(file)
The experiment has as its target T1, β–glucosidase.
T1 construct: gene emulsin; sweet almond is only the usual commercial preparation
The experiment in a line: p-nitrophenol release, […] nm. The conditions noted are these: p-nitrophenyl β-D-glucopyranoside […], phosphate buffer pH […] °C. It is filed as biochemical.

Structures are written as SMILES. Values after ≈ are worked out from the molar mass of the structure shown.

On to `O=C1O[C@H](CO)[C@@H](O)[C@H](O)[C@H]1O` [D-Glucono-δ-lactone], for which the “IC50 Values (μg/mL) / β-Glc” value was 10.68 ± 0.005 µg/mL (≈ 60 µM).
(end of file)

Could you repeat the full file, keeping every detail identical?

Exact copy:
The experiment has as its target T1, β–glucosidase.
T1 construct: gene emulsin; sweet almond is only the usual commercial preparation
The experiment in a line: p-nitrophenol release, […] nm. The conditions noted are these: p-nitrophenyl β-D-glucopyranoside […], phosphate buffer pH […] °C. It is filed as biochemical.

Structures are written as SMILES. Values after ≈ are worked out from the molar mass of the structure shown.

On to `O=C1O[C@H](CO)[C@@H](O)[C@H](O)[C@H]1O` [D-Glucono-δ-lactone], for which the “IC50 Values (μg/mL) / β-Glc” value was 10.68 ± 0.005 µg/mL (≈ 60 µM).